Of course, we may review an otherwise moot appeal if it presents issues that are "capable of repetition, yet evading review." Weinstein v. Bradford, 423 U.S. 147, 149, 96 S.Ct. 347, 349, 46 L.Ed.2d 350 (1975) (per curiam) (quoting Southern Pacific Terminal Co. v. ICC, 219 U.S. 498, 31 S.Ct. 279, 55 L.Ed. 310 (1911)). Governor Pataki argues that this exception applies here, asserting that a continuing controversy exists between the parties concerning the Governor's authority over the pay of legislative employees when seeking a timely budget. Governor Pataki notes that this is the first year of both the Governor's and the members of the Legislature's terms of office, and thus "it is reasonable to assume the same principals will be involved in next year's budget process." In short, the Governor argues that it is probable that a battle over the budget will occur next year, and that the transitory nature of budget controversies will preclude appellate review of any injunction subsequently entered to prevent him from withholding the pay of legislative employees.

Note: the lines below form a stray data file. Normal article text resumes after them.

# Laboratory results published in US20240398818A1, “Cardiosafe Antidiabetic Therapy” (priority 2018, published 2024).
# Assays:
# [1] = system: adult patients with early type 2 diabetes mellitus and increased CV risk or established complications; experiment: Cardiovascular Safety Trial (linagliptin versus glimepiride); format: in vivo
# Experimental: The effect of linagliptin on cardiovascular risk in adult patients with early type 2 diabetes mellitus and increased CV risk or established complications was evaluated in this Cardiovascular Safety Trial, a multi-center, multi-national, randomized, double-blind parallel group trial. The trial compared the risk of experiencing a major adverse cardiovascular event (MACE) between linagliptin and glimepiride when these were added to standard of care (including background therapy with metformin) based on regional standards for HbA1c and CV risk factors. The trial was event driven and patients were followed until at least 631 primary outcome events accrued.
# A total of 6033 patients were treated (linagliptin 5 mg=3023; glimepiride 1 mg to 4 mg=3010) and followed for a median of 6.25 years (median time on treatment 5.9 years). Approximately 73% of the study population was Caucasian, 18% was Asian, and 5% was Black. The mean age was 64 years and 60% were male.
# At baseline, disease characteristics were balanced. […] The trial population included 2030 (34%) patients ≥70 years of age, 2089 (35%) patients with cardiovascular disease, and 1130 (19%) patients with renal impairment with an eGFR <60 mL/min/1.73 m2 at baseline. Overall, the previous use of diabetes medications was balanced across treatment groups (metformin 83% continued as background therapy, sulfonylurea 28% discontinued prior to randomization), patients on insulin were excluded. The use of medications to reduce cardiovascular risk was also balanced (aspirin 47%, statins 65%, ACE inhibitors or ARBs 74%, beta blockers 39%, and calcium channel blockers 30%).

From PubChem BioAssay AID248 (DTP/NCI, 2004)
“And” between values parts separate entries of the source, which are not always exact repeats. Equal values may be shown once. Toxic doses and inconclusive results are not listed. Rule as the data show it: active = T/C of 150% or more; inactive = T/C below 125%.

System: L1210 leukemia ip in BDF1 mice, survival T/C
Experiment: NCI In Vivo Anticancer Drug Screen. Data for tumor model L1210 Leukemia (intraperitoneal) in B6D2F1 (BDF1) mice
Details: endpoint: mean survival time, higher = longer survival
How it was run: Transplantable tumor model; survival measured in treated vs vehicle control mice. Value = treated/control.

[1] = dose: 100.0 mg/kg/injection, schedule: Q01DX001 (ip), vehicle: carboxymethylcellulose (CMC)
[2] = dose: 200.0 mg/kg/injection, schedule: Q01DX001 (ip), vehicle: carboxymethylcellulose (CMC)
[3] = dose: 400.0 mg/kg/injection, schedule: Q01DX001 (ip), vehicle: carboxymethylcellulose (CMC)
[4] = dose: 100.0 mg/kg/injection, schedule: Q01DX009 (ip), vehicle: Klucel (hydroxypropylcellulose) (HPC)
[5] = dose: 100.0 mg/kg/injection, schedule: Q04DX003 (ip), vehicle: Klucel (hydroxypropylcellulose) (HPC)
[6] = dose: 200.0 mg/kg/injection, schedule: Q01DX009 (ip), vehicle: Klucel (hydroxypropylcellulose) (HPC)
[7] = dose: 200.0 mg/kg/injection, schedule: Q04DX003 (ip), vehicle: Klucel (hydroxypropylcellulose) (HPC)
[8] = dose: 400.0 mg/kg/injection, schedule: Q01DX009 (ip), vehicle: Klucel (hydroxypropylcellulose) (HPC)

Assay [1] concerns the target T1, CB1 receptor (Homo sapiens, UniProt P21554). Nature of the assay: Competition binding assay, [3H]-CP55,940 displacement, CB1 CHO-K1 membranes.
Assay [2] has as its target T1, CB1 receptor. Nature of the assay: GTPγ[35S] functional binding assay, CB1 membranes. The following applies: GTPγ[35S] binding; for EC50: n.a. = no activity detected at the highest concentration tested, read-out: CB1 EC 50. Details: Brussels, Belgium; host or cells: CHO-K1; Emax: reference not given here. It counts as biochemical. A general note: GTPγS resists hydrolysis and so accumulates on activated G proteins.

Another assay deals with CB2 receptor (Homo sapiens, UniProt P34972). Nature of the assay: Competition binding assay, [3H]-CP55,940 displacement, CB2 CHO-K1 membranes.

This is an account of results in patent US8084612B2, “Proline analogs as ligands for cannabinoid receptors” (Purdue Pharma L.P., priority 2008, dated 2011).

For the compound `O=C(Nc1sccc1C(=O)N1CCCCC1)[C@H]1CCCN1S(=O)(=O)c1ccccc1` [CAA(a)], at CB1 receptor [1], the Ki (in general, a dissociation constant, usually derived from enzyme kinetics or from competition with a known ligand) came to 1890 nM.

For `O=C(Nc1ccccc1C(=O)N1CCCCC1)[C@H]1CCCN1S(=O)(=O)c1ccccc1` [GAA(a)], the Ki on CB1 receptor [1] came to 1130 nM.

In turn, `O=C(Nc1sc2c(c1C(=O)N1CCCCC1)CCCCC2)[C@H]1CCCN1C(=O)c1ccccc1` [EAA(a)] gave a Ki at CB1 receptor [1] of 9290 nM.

In the absence of a class action,2 the "capable of repetition, yet evading review" exception to the mootness doctrine is limited to situations where "(1) the challenged action was in its duration too short to be fully litigated prior to its cessation or expiration, and (2) there was a reasonable expectation that the same complaining party would be subjected to the same action again." Weinstein, 423 U.S. at 149, 96 S.Ct. at 349 (citing Sosna v. Iowa, 419 U.S. 393, 95 S.Ct. 553, 42 L.Ed.2d 532 (1975)). This exception, however, "applies only in exceptional situations." City of Los Angeles v. Lyons, 461 U.S. 95, 109, 103 S.Ct. 1660, 1669, 75 L.Ed.2d 675 (1983). The Governor has made no showing that he plans to withhold the salaries of legislative employees next year to encourage the Legislature to approve a timely budget. See Fox v. Board of Trustees of the State Univ. of N.Y., 42 F.3d 135, 143 (2d Cir.1994) (no exception to mootness based solely on affidavit expressing intent to engage in conduct that would revive litigation), cert. denied, --- U.S. ----, 115 S.Ct. 2634, 132 L.Ed.2d 873 (1995). Since the repetition of the events giving rise to the preliminary injunction is entirely speculative, the mere "theoretical possibility" that this scenario will arise again is not sufficient for the capable-of-repetition exception to apply. Id. (quotation omitted); see also Deeper Life Christian Fellowship v. Sobol, 948 F.2d 79, 82 (2d Cir.1991). Rather, in seeking to maintain this appeal, what the Governor really requests this Court to determine is whether he constitutionally may "take measures he deems reasonably necessary to ensure timely passage of the State budget." We believe, however, that this issue is best addressed not on interlocutory appeal but at trial after full discovery. See Harris v. Blue Cross Blue Shield, of Missouri, 995 F.2d 877, 879-80 (8th Cir.1993) (holding compliance with preliminary injunction mooted appeal from injunction but did not moot case); Clark v. K-Mart Corp., 979 F.2d 965, 969 (3d Cir.1992) (same).